After you’ve found the right support and construction of your sports bra, you’re suddenly faced with an array of straps.
Straps on your sports bra should always feel secure and have minimal stretch to prevent your breasts from moving too much during your workout. Generally speaking, the thinner the strap, the less support it will offer. Straps shouldn’t fall off or dig into your shoulders when you’re working out.
Tank top straps are similar to the straps on an everyday bra. They can often be adjusted so you can achieve a better fit. Some tank top straps can be criss-crossed for more fitting options.
Criss-cross straps obviously cross at the back so they can hide nicely under a top or make their own little statement. They usually offer good support and the straps are usually adjustable.
Racerback straps come together at the back to form a Y shape. They are great for medium and high impact workouts. They aren’t usually adjustable so you need to get the sizing right straight from the get-go.
A quick tip on sports bra straps – if you’re looking to lose weight, it might be worth looking for adjustable straps. Personally, as I lost weight I found my shoulders did get smaller so having adjustable straps on some of my sports bras meant I was able to wear them for much longer. You will probably need to get some new sports bras at a later date however, especially if you lose a drastic amount of weight.
Perfecting your sports bra fit
Congratulations! You’ve successfully navigated through sports bra support, construction and those pesky straps. Now you have a good idea of your ideal sports bra, but as an extra check you can look at the following:
- Chafing: you shouldn’t experience any chafing when wearing your new sports bra. Make sure the arm holes, band and any hooks and fastenings do not chafe during your workout.
- Straps: you should be able to fit two fingers between the strap and your skin. Anymore and it’s too lose and any less and it’s going to dig in.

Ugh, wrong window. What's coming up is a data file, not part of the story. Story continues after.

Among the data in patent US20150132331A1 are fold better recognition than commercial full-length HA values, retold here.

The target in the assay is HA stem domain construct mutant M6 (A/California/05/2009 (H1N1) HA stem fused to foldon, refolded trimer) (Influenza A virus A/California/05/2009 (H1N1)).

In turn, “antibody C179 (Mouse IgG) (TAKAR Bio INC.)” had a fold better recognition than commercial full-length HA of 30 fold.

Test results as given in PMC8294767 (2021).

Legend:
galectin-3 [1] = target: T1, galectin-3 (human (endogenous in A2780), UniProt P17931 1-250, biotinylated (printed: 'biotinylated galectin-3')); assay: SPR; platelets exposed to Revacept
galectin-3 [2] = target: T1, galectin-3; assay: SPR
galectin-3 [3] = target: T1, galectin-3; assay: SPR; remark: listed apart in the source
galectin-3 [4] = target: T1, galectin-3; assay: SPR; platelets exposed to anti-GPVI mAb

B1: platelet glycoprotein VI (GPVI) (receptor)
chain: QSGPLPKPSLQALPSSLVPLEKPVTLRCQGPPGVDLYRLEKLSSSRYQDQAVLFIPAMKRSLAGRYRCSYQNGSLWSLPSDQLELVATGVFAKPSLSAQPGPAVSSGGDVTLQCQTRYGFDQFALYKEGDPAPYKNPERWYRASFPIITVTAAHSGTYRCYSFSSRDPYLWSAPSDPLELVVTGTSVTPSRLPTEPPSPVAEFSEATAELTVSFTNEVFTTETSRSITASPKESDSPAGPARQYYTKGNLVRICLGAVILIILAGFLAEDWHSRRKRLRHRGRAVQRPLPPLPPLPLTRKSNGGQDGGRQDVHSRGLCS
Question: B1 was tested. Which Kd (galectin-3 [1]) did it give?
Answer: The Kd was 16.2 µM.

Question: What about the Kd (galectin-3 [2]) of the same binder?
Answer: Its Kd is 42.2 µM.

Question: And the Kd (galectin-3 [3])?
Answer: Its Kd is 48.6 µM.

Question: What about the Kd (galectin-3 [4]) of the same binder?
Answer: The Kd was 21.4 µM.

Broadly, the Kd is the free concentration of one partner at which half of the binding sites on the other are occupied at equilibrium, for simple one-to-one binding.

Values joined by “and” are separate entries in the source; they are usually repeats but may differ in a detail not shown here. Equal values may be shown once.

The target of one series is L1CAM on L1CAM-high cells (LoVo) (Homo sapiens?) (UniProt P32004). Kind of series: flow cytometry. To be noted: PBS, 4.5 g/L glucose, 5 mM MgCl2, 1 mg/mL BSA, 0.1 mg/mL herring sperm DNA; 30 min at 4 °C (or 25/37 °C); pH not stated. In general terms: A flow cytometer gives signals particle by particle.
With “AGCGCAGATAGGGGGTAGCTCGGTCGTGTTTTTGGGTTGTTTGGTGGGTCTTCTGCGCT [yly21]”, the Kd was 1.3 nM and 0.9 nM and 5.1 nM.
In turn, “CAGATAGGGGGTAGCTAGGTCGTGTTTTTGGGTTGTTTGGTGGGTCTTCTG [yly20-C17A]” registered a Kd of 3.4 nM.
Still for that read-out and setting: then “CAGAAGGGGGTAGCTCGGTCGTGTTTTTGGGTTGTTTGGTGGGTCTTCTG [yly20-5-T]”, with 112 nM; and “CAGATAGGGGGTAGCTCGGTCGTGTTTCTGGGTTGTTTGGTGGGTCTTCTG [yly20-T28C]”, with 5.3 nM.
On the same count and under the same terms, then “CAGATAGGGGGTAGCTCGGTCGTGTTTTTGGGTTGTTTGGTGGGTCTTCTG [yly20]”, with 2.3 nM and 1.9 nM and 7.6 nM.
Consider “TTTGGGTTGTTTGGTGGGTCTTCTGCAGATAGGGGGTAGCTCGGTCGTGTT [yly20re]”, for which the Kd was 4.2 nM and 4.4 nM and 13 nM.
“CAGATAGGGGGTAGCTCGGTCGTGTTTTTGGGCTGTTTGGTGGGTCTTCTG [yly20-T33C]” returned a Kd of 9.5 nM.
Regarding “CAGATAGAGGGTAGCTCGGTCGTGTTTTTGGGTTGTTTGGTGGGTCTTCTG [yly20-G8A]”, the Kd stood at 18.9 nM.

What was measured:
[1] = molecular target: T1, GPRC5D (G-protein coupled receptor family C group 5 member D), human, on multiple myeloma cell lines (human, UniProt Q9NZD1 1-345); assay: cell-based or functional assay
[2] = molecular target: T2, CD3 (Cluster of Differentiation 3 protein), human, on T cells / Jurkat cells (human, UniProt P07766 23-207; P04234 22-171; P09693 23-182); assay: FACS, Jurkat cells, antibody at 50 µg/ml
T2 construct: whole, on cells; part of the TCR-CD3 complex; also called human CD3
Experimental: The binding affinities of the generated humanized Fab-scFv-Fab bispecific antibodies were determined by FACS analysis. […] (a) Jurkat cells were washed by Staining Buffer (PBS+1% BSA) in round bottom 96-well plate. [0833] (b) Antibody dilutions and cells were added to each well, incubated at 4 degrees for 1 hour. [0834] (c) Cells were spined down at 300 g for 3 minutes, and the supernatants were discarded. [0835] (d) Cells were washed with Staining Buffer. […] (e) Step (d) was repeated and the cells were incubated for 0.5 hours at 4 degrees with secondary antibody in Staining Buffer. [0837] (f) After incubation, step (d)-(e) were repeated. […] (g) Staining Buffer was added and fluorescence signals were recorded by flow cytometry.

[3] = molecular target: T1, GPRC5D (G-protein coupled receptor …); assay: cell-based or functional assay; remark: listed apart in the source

- Band: give someone a high five or simply raise your hands above your head. Your band shouldn’t rise up. If it does, either adjust it so it’s smaller or get yourself a smaller band size.
- Cups: your breasts should be fully contained in the cups. If they aren’t go down a size. Likewise, any puckering of fabric is also an indication that your sports bra is too large.
- Support: check that the type of support that you have is suitable for the activity you plan to do wearing it. If it’s yoga, check you don’t *ahem* fall out when you downward dog. If it’s HIIT, jump and run around for a bit to check your breasts don’t move an inch.
Saying goodbye to your sports bra
Replacing your sports bra largely depends on how often your wear it and how often it is washed. A good rule of thumb, however, is to review your sports bra fit every year. You should check for signs of wear in the elastic and fabric and replace when worn. To give your sports bra a break, you shouldn’t wear it on two consecutive days. Oh, and if you lose weight, double check your sports bra still fits. I’ve gone from a size M sports bra to an S and now an XS in little over 6 months!
I’d go so far to say that a sports bra can make or break your workout. You want to give it all when you’re working out, so make sure that you’re not distracted by an ill-fitting sports bra.